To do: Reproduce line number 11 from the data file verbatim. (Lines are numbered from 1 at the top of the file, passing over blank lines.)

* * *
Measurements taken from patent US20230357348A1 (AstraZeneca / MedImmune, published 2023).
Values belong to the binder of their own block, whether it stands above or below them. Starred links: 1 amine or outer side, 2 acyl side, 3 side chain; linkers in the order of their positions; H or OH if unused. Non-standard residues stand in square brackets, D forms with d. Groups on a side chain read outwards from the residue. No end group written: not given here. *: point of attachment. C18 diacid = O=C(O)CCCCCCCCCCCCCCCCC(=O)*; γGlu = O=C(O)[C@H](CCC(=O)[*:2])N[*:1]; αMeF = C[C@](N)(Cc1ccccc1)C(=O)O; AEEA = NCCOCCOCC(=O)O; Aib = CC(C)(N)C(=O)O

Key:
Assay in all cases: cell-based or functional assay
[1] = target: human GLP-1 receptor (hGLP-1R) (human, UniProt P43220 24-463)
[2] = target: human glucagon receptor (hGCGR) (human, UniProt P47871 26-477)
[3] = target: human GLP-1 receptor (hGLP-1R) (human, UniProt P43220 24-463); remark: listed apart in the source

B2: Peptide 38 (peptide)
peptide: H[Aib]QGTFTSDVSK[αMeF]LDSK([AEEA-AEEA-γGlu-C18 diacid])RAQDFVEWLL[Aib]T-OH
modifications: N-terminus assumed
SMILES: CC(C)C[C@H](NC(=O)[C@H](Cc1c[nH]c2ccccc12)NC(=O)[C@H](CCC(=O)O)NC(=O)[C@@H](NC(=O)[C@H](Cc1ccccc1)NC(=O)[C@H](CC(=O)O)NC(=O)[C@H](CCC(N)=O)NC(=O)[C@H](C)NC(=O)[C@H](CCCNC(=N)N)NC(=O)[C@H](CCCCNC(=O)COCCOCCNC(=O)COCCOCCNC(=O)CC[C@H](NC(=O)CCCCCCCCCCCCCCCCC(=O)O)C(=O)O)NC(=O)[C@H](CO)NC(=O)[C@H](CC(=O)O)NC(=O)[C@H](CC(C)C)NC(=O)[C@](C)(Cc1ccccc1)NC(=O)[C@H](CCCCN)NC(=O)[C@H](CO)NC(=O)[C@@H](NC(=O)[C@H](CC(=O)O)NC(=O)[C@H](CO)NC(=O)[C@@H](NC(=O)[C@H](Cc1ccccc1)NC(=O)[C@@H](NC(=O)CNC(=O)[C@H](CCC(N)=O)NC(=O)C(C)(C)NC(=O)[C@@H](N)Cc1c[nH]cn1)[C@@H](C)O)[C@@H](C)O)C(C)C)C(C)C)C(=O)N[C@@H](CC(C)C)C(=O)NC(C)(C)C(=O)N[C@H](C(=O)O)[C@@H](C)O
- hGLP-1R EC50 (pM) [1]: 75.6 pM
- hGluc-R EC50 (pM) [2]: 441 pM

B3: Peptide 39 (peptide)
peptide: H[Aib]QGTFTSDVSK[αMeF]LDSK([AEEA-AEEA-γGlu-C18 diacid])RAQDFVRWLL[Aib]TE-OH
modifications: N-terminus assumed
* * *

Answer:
SMILES: CC(C)C[C@H](NC(=O)[C@H](Cc1c[nH]c2ccccc12)NC(=O)[C@H](CCC(=O)O)NC(=O)[C@@H](NC(=O)[C@H](Cc1ccccc1)NC(=O)[C@H](CC(=O)O)NC(=O)[C@H](CCC(N)=O)NC(=O)[C@H](C)NC(=O)[C@H](CCCNC(=N)N)NC(=O)[C@H](CCCCNC(=O)COCCOCCNC(=O)COCCOCCNC(=O)CC[C@H](NC(=O)CCCCCCCCCCCCCCCCC(=O)O)C(=O)O)NC(=O)[C@H](CO)NC(=O)[C@H](CC(=O)O)NC(=O)[C@H](CC(C)C)NC(=O)[C@](C)(Cc1ccccc1)NC(=O)[C@H](CCCCN)NC(=O)[C@H](CO)NC(=O)[C@@H](NC(=O)[C@H](CC(=O)O)NC(=O)[C@H](CO)NC(=O)[C@@H](NC(=O)[C@H](Cc1ccccc1)NC(=O)[C@@H](NC(=O)CNC(=O)[C@H](CCC(N)=O)NC(=O)C(C)(C)NC(=O)[C@@H](N)Cc1c[nH]cn1)[C@@H](C)O)[C@@H](C)O)C(C)C)C(C)C)C(=O)N[C@@H](CC(C)C)C(=O)NC(C)(C)C(=O)N[C@H](C(=O)O)[C@@H](C)O